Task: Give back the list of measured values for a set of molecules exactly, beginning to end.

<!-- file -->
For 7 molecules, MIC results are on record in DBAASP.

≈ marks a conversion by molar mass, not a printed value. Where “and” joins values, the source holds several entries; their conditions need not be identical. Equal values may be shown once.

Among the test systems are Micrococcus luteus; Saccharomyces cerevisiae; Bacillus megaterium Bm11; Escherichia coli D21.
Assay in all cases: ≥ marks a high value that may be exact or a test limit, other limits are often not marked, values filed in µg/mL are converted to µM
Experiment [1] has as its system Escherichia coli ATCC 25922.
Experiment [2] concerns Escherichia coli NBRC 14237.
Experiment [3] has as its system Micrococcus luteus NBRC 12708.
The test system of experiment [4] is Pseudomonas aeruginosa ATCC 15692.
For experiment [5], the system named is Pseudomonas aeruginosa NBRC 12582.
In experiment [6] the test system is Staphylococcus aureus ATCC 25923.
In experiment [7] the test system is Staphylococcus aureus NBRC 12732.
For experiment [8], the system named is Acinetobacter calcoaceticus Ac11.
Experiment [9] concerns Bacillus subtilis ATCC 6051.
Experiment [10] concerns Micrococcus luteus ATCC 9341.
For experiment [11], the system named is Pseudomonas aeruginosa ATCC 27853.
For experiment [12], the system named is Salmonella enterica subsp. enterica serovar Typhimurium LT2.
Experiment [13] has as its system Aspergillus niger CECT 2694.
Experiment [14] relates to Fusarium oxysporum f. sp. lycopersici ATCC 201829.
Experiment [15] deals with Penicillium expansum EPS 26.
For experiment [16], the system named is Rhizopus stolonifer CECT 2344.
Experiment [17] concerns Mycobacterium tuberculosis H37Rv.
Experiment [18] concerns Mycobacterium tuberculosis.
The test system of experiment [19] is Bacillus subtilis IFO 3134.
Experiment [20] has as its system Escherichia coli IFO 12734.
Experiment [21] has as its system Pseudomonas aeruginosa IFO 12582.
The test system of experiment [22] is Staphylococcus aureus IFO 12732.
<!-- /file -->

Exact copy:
For 7 molecules, MIC results are on record in DBAASP.

≈ marks a conversion by molar mass, not a printed value. Where “and” joins values, the source holds several entries; their conditions need not be identical. Equal values may be shown once.

Among the test systems are Micrococcus luteus; Saccharomyces cerevisiae; Bacillus megaterium Bm11; Escherichia coli D21.
Assay in all cases: ≥ marks a high value that may be exact or a test limit, other limits are often not marked, values filed in µg/mL are converted to µM
Experiment [1] has as its system Escherichia coli ATCC 25922.
Experiment [2] concerns Escherichia coli NBRC 14237.
Experiment [3] has as its system Micrococcus luteus NBRC 12708.
The test system of experiment [4] is Pseudomonas aeruginosa ATCC 15692.
For experiment [5], the system named is Pseudomonas aeruginosa NBRC 12582.
In experiment [6] the test system is Staphylococcus aureus ATCC 25923.
In experiment [7] the test system is Staphylococcus aureus NBRC 12732.
For experiment [8], the system named is Acinetobacter calcoaceticus Ac11.
Experiment [9] concerns Bacillus subtilis ATCC 6051.
Experiment [10] concerns Micrococcus luteus ATCC 9341.
For experiment [11], the system named is Pseudomonas aeruginosa ATCC 27853.
For experiment [12], the system named is Salmonella enterica subsp. enterica serovar Typhimurium LT2.
Experiment [13] has as its system Aspergillus niger CECT 2694.
Experiment [14] relates to Fusarium oxysporum f. sp. lycopersici ATCC 201829.
Experiment [15] deals with Penicillium expansum EPS 26.
For experiment [16], the system named is Rhizopus stolonifer CECT 2344.
Experiment [17] concerns Mycobacterium tuberculosis H37Rv.
Experiment [18] concerns Mycobacterium tuberculosis.
The test system of experiment [19] is Bacillus subtilis IFO 3134.
Experiment [20] has as its system Escherichia coli IFO 12734.
Experiment [21] has as its system Pseudomonas aeruginosa IFO 12582.
The test system of experiment [22] is Staphylococcus aureus IFO 12732.